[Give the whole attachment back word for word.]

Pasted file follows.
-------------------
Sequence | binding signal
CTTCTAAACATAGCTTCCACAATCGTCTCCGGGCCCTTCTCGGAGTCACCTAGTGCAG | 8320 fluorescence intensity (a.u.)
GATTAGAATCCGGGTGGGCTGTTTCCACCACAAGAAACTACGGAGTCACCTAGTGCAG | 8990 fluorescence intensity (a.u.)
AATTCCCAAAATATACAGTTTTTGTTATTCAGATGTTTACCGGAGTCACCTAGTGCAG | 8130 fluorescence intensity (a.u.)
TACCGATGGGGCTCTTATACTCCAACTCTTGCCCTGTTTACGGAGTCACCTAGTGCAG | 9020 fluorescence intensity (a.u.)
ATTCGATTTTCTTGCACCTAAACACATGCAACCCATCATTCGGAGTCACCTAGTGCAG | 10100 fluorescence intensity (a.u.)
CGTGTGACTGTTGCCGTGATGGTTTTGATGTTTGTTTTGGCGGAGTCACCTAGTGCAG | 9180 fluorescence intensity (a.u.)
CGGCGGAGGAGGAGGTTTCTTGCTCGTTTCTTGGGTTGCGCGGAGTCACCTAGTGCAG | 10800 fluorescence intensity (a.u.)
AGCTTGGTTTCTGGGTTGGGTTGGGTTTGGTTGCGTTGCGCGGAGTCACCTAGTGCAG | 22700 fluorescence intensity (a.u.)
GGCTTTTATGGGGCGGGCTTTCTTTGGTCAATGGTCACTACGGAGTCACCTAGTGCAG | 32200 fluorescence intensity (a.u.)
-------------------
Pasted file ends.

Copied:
Sequence | binding signal
CTTCTAAACATAGCTTCCACAATCGTCTCCGGGCCCTTCTCGGAGTCACCTAGTGCAG | 8320 fluorescence intensity (a.u.)
GATTAGAATCCGGGTGGGCTGTTTCCACCACAAGAAACTACGGAGTCACCTAGTGCAG | 8990 fluorescence intensity (a.u.)
AATTCCCAAAATATACAGTTTTTGTTATTCAGATGTTTACCGGAGTCACCTAGTGCAG | 8130 fluorescence intensity (a.u.)
TACCGATGGGGCTCTTATACTCCAACTCTTGCCCTGTTTACGGAGTCACCTAGTGCAG | 9020 fluorescence intensity (a.u.)
ATTCGATTTTCTTGCACCTAAACACATGCAACCCATCATTCGGAGTCACCTAGTGCAG | 10100 fluorescence intensity (a.u.)
CGTGTGACTGTTGCCGTGATGGTTTTGATGTTTGTTTTGGCGGAGTCACCTAGTGCAG | 9180 fluorescence intensity (a.u.)
CGGCGGAGGAGGAGGTTTCTTGCTCGTTTCTTGGGTTGCGCGGAGTCACCTAGTGCAG | 10800 fluorescence intensity (a.u.)
AGCTTGGTTTCTGGGTTGGGTTGGGTTTGGTTGCGTTGCGCGGAGTCACCTAGTGCAG | 22700 fluorescence intensity (a.u.)
GGCTTTTATGGGGCGGGCTTTCTTTGGTCAATGGTCACTACGGAGTCACCTAGTGCAG | 32200 fluorescence intensity (a.u.)